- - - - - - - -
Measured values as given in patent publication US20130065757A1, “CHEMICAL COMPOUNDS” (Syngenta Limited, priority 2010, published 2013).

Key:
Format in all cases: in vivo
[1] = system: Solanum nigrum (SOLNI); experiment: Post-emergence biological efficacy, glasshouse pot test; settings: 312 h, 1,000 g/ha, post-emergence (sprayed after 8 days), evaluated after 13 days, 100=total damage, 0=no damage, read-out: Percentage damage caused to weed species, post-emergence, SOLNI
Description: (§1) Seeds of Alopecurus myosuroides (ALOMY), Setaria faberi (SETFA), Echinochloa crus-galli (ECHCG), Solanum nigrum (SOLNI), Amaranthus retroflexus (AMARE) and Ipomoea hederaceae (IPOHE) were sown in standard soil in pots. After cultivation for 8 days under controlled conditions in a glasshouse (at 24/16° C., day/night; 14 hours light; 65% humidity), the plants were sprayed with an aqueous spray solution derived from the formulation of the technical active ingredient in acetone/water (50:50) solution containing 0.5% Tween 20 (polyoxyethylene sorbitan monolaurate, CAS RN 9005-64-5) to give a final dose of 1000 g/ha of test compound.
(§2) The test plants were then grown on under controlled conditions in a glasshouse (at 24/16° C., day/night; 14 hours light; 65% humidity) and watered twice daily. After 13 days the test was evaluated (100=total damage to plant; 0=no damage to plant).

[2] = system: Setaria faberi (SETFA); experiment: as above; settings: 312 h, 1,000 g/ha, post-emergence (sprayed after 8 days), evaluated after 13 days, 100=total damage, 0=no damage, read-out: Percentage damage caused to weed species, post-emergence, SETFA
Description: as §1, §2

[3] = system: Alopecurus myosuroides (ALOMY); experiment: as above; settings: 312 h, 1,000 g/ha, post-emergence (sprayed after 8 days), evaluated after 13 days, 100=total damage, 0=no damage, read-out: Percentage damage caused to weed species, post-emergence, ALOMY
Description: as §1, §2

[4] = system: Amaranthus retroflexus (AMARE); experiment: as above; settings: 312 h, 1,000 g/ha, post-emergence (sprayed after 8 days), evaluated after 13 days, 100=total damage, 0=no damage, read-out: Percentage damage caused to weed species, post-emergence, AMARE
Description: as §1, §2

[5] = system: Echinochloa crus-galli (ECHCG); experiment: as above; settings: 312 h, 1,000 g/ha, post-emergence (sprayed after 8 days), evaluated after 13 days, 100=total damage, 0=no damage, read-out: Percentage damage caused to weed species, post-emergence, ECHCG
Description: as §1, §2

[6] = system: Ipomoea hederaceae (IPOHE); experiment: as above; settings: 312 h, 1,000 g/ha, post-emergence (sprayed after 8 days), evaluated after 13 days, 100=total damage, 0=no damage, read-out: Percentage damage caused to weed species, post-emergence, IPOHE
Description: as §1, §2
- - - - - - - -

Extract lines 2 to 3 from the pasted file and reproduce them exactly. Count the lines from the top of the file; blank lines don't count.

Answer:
Key:
Format in all cases: in vivo